well its also quite a large range… 4k to 64k is 10x increase
that would sort of reduce your IO by that same factor.
ZFS runs 128k on 8k actual written on disk, atleast in ****ing proxmox… tho i’m told that writing in anything less than 64k on 4k spec drives, decreases their performance.
most likely due to the modern use of larger files rather than many small
ofc the space wasted can become larger the bigger blocks you write at a time, i’m currently running 256k recordsize in zfs on 8k, 256k is one of the block sizes that fits best into the max storj data file, only wasting a few %
2319872 bytes pr file / 1024 =2265,5k meaning storj picked a weird size
but if you imagine it written out in blocks and then see how filled the last block will be… thats how much waste you get.
the bigger the blocks the more waste can be created and the more bandwidth is used for writing like say 1kb to the drive, if every block must be 64k or 256k
and then there is the previously mentioned io considerations… i wouldn’t stay on 4k blocks… if memory serves 32k is also pretty good, but you should really check… maybe i should make a list…
on at almost every file is so much so that you barely need to check how much space you’ve used, just count the number of files and multiply by that.
the larger the blocks get the less IO advantage you gain, because you will always be required to use a minimum amount pr file, so just going up to maybe 16k could be a great idea… tho then we have to make sure that 16k isn’t terrible offset with the filesize
2265,5kb file / 16k = 141.593
the number is what is interesting and the last half of a whole number… first off each block would be less than 1% of the file, because there are 141 of them, so you would never get a bigger deviation than 1% in added space usage.
the .593 is what is written in the last block… meaning 40.7% of that block is empty
and you would have 141 parts of the file the hardware would have to figure out how to get, which can put a stain on a bad system, but most are pretty smart about it today. like say if it knows you want all those pieces, then it might just get them all at once if they are written sequentially on disk.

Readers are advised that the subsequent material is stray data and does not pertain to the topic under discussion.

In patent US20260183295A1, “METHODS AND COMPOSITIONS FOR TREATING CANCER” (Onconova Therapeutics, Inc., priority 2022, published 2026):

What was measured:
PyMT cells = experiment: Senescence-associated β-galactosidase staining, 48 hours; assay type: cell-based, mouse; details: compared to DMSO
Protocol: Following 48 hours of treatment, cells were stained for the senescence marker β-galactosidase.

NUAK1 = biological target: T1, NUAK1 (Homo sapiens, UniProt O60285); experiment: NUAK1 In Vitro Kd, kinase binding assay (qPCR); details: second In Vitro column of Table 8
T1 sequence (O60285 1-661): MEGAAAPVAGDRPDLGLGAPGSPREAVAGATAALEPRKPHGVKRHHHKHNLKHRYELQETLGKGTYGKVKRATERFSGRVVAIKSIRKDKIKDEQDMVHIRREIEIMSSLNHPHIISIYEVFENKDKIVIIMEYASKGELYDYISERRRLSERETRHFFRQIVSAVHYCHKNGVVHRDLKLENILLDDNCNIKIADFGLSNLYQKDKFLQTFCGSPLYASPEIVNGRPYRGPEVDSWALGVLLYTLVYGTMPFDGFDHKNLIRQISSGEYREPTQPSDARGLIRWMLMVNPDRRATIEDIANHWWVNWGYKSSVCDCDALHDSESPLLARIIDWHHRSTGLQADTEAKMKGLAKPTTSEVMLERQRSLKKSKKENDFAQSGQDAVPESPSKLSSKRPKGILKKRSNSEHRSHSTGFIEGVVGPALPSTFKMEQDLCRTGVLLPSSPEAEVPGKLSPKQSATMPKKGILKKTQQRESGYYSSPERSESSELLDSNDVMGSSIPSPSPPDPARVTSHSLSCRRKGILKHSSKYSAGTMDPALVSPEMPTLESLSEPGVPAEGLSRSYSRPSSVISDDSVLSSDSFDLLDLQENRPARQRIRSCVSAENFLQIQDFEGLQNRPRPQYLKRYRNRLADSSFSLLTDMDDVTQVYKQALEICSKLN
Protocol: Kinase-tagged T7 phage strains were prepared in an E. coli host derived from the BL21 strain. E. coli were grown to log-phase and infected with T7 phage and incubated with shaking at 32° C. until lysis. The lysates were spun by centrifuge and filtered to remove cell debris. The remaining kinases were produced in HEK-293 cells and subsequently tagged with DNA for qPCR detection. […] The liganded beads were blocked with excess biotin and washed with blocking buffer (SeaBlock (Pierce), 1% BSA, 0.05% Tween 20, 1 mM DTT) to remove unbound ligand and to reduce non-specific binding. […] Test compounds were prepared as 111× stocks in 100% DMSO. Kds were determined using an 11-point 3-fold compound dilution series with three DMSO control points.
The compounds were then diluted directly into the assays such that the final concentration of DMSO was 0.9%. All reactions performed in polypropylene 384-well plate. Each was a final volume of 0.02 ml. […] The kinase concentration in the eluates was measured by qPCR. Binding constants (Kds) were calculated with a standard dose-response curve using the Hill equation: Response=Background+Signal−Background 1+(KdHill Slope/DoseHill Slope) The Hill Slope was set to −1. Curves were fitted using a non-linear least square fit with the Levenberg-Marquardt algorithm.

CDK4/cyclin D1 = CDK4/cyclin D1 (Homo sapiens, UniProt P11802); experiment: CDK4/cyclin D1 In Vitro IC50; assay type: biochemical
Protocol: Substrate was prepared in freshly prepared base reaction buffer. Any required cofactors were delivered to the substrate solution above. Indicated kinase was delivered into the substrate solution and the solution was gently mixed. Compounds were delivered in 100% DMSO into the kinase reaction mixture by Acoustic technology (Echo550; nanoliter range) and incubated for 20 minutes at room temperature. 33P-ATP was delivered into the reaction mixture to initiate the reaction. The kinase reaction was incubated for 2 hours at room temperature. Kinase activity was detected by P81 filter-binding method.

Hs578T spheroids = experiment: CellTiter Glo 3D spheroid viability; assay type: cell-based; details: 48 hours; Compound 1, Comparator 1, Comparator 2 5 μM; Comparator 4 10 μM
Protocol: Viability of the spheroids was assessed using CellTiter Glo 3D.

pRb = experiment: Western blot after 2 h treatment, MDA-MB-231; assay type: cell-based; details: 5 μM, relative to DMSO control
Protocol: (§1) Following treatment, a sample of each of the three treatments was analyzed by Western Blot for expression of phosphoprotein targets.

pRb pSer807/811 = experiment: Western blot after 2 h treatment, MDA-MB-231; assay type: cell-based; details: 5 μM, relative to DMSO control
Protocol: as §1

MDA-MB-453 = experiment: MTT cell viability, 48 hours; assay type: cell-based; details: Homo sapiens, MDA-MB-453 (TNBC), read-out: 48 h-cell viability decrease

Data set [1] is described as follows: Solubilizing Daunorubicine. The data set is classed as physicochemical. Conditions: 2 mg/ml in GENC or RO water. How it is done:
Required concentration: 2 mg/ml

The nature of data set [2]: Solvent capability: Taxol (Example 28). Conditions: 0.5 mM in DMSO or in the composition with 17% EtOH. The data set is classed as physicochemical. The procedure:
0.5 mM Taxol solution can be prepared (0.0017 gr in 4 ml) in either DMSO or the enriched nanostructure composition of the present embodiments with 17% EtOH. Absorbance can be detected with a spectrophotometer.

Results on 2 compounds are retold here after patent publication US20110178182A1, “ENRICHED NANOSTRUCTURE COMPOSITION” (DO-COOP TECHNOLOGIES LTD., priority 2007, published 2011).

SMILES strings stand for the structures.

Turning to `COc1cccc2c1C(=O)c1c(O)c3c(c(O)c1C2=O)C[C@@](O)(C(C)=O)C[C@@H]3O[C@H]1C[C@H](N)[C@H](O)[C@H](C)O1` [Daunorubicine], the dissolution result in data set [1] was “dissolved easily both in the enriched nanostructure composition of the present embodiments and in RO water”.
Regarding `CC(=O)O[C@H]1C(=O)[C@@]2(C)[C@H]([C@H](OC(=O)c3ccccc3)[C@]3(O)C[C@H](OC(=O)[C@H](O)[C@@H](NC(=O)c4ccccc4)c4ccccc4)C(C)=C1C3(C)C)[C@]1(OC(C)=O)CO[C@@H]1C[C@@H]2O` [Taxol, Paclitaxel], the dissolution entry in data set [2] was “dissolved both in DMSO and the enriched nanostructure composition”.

but can and will in some cases cause additional IO with smaller blocks, while you would waste space with larger blocks…
if you have a blocksize of 512k, then it writes the whole file in 4,42 blocks… so 4 are full and the 5th or 20% of the total space used is only less than half filled meaning something like 10% of your disk space would be wasted, but you would be down near or beyond the minimum possible IO to move the file… no matter the blocksize
ofc in this case, then if your system wants to change a bit in your database on the drive… it will go read the block into memory (i think and then rewrite the entire block) meaning that 512k vs 4k could in some cases require 128 times the memory bandwidth, it would also allocate 128x the memory for such tasks even if its all empty, and the drive would be writing zeroes for 128x longer.
so it very much becomes a trade off… stick around the recommended defaults for whatever system you are working with, within sort of big database spec, but adjust the block sizes depending on if you need more IO (working with a single disk) or if you want basically minimal IO at other costs
16k looks pretty good less than 1% wasted space… thats pretty neat… 32k is also pretty solid
above 64k i wouldn’t recommend the costs most likely outweigh the benefits… tho zfs runs a default recordsize of 128k but i don’t think thats the regular block sizes, because it has a vol block size which for me is 8k which limits my throughput…
so yeah i would recommend
16k or 32k blocksize
tho i wouldn’t call myself an expert on the topic, i sure would like to get rid of my 8k vol block size on my zfs pool… people say i should go 64k for throughput… but pretty sure ill go with 16k or 32k as to be able to run regular things on the pool also…